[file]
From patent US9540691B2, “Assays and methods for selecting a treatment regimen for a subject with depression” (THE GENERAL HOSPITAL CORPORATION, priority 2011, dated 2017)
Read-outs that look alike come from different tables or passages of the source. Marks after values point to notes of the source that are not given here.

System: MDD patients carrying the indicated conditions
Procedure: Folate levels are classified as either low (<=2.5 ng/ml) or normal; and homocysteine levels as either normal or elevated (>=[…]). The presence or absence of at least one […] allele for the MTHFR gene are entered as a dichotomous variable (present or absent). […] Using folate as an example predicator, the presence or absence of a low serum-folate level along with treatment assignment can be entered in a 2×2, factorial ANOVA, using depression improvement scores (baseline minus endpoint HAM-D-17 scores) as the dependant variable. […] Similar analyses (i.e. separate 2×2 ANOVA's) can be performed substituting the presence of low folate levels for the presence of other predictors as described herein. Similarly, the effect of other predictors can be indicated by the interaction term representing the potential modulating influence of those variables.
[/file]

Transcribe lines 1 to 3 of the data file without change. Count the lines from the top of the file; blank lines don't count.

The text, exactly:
From patent US9540691B2, “Assays and methods for selecting a treatment regimen for a subject with depression” (THE GENERAL HOSPITAL CORPORATION, priority 2011, dated 2017)
Read-outs that look alike come from different tables or passages of the source. Marks after values point to notes of the source that are not given here.

System: MDD patients carrying the indicated conditions